Kenny G in concert

One of the highest selling artists of all time, Kenny G has single-handedly made the saxophone a hit amongst music lovers. Perhaps it is the raspy mid-tones of the saxophone that lend it an air of intimacy, or maybe it’s Read more

Splashy Fen is the ultimate Easter concert

It’s been going since 1990, and Easter 2015 will be the 26th year for the Splashy Fen music festival. I have yet to learn why the music event is called Splashy Fen, though I do believe that the farm it Read more

Oppikoppi, a whole series of concerts rolled into one

The small town of Northam in Limpopo Province comes to life every August. Technically it’s spring if you calculate that you are halfway between the winter solstice and the spring equinox and you don’t factor in seasonal lag, but Read more

Richard Clayderman in concert

No doubt the mysterious Frenchman’s greatest gift to the world musically has been “Ballad for Adeline.” Composed by Paul de Senneville and Olivier Toussaint in 1976, the co-writers could never have imagined how big the song would become, because disco Read more

Albert Hammond in concert

This is not a name that rolls off the tongue like Madonna or Michael Jackson or Elvis, but Albert Hammond has had an amazing music career anyway. A native of the UK, he has done a considerable body of work Read more

Mamma Mia! heads back to Jozi in 2015

The smash hit musical based on the music of those 4 Swedes (well, actually 3 Swedes and a half-Norwegian) returns to the Teatro at Montecasino in Johannesburg, for a limited season run from Tuesday 24 March 2015 to Sunday Read more

Sipho ‘Hotstix’ Mabuse is NOT too cool for school!

On 1 October the Lyric Theatre at Gold Reef City hosted Sipho ‘Hotstix’ Mabuse in concert. It’s been 30 years since his hit “Burnout” tore up the charts, and, according to the write-up for his show, 50 years since Read more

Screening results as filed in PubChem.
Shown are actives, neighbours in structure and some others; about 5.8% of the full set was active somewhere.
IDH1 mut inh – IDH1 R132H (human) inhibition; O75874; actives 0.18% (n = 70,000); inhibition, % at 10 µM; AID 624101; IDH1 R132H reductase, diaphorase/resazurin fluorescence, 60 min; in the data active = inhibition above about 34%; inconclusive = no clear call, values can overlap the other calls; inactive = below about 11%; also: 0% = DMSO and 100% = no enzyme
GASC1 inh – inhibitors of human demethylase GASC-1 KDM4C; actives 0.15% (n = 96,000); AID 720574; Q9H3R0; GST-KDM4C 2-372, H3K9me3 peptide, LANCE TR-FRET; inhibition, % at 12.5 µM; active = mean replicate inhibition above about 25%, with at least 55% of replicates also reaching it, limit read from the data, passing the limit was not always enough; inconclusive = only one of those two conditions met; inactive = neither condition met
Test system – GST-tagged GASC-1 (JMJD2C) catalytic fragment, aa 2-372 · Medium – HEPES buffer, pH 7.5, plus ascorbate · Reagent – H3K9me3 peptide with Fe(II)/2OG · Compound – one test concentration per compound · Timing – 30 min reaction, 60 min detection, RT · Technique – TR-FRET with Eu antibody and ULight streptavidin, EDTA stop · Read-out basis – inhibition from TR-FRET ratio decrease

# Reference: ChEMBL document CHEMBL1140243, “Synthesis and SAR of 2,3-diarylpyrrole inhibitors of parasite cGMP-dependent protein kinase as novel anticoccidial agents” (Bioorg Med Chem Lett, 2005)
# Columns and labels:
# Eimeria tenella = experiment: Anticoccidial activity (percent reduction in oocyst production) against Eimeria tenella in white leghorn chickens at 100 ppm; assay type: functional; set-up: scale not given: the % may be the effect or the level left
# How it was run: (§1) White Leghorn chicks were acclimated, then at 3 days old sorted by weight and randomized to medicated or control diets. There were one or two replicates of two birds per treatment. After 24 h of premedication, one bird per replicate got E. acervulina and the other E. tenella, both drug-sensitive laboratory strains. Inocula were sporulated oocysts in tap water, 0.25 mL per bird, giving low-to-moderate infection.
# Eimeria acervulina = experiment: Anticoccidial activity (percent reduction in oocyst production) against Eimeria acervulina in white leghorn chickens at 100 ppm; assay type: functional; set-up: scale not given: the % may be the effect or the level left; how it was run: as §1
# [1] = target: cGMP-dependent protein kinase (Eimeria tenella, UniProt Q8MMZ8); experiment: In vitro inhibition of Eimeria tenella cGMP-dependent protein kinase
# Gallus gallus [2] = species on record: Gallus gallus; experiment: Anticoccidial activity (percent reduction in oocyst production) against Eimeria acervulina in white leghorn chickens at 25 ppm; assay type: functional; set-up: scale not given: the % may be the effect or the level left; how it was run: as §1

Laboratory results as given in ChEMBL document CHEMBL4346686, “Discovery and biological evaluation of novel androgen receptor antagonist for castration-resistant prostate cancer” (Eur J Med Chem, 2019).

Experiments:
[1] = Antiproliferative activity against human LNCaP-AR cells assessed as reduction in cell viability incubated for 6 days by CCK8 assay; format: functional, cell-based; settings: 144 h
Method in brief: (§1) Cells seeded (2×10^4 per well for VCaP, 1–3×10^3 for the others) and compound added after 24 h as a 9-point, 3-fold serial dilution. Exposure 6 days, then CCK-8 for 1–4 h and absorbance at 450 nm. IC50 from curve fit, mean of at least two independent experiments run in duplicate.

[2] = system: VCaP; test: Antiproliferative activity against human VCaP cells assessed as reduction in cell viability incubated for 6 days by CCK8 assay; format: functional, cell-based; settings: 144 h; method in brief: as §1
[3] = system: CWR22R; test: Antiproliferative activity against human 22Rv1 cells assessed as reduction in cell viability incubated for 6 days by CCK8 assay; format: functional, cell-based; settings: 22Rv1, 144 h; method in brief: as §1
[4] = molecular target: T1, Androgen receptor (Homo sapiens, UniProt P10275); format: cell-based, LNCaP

voice

The science of singing, part 2: the voice

After goals, the next important thing is the voice.

The human voice is both a wind and a string instrument. For wind instruments (flutes, oboes, trumpets, saxophones), the amount of breath blown in the correct way is what makes the instrument work. In orchestras, wind (flute, sax) is separated from brass (trumpet) for the purpose of classification, but both are operated and activated using breath (which is the wind). For string instruments (piano, guitar, violin), the instrument is activated using the vibration of the strings. For piano, the key strikes the string and makes it vibrate. For violin, it is the bow made of horse’s hair. For guitar, it is the fingers that strike the strings. The thickness, tightness and length of the strings then affects the pitch that it rings out at. It was Pythagoras who determined, for example, that a string that is half the length of another string of the same thickness will vibrate at twice the speed and frequency, which then creates the octave.

But now the voice is both wind and string. The length and thickness of the vocal cords determines the pitch at which the voice sings. Up to a point, this is determined by the effects of testosterone – men have thicker and longer cords than women, which is why they speak lower. But the voice is the one amazing instrument where the length of the cords can be changed by muscles that control it. So the wind (breath) comes up from the lungs and vibrates the cords at a certain number of cycles per second. In the case of the note A, which is classified as the vibration of 440 megahertz, the cords are vibrating 440 times per second to create the sound. When the vibration is spend up to 462 MHz, the sound created is a C. We do this instinctively even when we talk, and talking uses exactly the same principles to create sound.

Read on in part 3 for more.

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